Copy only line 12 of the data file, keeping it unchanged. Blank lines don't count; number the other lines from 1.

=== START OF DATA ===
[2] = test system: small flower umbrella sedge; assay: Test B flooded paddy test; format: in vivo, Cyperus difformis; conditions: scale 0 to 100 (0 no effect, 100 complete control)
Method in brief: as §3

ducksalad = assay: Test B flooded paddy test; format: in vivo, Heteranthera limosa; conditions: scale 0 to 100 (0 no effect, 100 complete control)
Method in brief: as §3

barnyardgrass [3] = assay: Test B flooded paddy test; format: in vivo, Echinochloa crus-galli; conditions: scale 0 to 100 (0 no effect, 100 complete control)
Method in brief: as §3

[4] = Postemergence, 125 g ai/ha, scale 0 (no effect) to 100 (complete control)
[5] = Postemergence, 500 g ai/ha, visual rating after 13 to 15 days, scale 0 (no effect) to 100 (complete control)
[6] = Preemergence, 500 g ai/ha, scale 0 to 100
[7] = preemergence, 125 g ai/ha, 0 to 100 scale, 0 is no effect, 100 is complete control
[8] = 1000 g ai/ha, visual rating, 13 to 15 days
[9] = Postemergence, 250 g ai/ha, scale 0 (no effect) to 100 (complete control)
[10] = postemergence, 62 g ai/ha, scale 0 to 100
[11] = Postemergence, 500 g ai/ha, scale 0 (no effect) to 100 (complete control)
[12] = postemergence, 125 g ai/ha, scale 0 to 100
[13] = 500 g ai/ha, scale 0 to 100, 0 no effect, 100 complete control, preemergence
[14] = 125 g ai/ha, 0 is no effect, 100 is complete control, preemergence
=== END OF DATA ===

[9] = Postemergence, 250 g ai/ha, scale 0 (no effect) to 100 (complete control)